Bridging the Gap from Short-Term Teratogenesis Assays to Human Health Hazard Assessment by Understanding Common Modes of Teratogenic Action / JA. Bantle, DJ. Fort, DA. Dawson
- Conference Author:
- Aquatic Toxicology and Hazard Assessment: 12th Volume (12th : 1988 : Sparks, Nevada)
- Physical Description:
- 1 online resource (13 pages) : illustrations, figures, tables
- Additional Creators:
- Bantle, JA., Dawson, DA., Fort, DJ., American Society for Testing and Materials, and ASTM International
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- License restrictions may limit access. and Subscription required for access to full text.
- Embryonic development depends on the timely expression of genetic information. As development proceeds, embryonic cells undergo processes such as cell division, interaction (induction), migration, differentiation, and selective death. Developmental toxicants affect one or more of these mechanisms. Whole embryo teratogenesis screening assays are best suited for hazard identification because all the developmental mechanisms are represented in the test. Cell culture and biochemical tests are better suited for determining which biochemical or cellular mechanisms are adversely affected by the toxicant. By combining data from a validated whole embryo teratogenesis test with data from cellular and biochemical tests in a battery format, a better indication of the potential human health hazard is afforded. We have tried this approach in the case of DNA synthesis inhibitors. These inhibitors are teratogenic in virtually all species tested regardless of where in the metabolic pathway they inhibit replication. DNA synthesis inhibitors, such as hydroxyurea, cytosine arabinoside, and 5-fluorouracil, were teratogenic in the Frog Embryo Teratogenesis Assay Xenopus (FETAX). These substances also inhibited DNA synthesis in a fluorometric assay using cleaving Xenopus eggs. However, they did not inhibit gene expression as measured by their inability to prevent the expression of the cloned herpes thymidine kinase gene microinjected into Xenopus Stage 6 oocytes. The combined data not only show that malformations are caused by these agents but pinpoint the developmental mechanism affected. This suggests that all species, including man, may be affected. A battery of simple tests could be developed which measures effects on the developmental mechanisms shared by all species. Risk assessment studies would still be necessary to consider dose levels and types of exposure needed to observe an effect in man.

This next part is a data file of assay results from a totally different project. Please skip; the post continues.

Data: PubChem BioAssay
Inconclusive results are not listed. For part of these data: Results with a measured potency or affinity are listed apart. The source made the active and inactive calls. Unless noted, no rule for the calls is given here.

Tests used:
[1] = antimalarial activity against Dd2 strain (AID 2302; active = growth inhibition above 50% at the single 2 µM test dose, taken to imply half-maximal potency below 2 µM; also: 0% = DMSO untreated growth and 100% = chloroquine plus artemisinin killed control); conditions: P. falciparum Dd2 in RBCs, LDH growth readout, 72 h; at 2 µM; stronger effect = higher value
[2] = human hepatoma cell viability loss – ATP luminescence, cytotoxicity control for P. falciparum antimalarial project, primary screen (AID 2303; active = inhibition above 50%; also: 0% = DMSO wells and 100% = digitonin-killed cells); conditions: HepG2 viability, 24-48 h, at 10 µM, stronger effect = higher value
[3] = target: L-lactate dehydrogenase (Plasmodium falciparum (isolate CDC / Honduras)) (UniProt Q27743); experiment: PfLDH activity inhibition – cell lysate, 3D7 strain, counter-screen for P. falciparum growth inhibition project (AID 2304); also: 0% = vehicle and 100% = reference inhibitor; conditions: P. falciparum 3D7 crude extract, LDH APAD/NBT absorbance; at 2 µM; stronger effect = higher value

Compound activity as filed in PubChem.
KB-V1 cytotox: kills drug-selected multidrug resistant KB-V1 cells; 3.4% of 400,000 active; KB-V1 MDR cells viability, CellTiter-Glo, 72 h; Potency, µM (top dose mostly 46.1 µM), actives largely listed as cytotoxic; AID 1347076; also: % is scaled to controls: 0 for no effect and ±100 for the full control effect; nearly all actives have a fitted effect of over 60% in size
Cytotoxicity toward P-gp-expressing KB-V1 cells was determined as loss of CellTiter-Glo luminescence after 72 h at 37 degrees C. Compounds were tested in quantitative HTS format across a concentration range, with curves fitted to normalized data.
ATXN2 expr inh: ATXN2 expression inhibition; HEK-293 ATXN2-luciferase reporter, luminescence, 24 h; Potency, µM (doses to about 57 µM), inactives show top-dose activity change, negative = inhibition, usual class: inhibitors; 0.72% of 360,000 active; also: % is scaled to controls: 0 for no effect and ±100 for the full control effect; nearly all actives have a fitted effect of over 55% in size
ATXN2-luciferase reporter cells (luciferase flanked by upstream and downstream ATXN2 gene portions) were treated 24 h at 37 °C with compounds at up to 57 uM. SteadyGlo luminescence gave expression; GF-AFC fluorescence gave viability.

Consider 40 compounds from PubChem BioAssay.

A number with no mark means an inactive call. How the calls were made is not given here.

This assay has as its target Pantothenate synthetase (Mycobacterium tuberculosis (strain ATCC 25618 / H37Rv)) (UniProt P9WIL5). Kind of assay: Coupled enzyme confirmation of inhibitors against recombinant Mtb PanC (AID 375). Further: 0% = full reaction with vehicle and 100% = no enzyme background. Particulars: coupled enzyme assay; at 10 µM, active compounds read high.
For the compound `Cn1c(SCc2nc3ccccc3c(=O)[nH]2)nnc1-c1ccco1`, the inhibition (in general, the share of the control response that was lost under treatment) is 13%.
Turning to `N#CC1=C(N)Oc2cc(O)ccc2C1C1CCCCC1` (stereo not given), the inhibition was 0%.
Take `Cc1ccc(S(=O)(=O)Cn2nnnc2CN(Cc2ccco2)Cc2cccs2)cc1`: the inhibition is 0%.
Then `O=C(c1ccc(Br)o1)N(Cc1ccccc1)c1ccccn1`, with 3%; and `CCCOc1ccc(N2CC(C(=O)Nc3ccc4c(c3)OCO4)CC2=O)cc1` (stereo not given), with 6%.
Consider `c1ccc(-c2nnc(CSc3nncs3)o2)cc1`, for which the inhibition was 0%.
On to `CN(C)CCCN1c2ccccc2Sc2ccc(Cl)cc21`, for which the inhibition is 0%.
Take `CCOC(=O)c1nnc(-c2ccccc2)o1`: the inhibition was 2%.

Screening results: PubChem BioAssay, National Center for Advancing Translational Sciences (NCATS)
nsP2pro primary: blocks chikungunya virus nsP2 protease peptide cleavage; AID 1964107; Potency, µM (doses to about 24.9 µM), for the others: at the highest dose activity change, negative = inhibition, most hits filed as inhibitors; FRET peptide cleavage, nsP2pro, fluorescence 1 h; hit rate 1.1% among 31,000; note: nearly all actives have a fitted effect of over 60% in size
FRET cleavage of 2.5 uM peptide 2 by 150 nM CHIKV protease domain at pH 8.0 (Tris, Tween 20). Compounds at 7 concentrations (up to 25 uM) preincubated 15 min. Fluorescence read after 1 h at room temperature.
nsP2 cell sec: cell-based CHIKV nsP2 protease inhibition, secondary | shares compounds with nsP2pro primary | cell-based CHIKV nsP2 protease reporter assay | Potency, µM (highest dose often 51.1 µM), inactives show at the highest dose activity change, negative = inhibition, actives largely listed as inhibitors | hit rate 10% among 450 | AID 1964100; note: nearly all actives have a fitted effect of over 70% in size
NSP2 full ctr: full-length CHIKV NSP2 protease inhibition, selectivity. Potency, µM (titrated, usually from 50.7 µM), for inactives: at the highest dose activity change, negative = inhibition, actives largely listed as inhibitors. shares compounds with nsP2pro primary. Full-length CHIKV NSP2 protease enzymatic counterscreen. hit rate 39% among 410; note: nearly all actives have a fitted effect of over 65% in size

- Dates of Publication and/or Sequential Designation:
- Volume 1989, Issue 1027 (January 1989)
- 080311253X, 9780803112537, and 9780803150881 (e-ISBN)
- Digital File Characteristics:
- text file PDF
- Bibliography Note:
- Includes bibliographical references 33.
- Other Forms:
- Also available in PDF edition., Also available online via the World Wide Web. Tables of contents and abstracts freely available; full-text articles available by subscription., and Full text article also available for purchase.
- Reproduction Note:
- Electronic reproduction. W. Conshohocken, Pa. : ASTM International, 1989. Mode of access: World Wide Web. System requirements: Web browser. Access may be restricted to users at subscribing institutions.
- Technical Details:
- Mode of access: World Wide Web.
- Source of Acquisition:
- ASTM International PDF Purchase price USD25.
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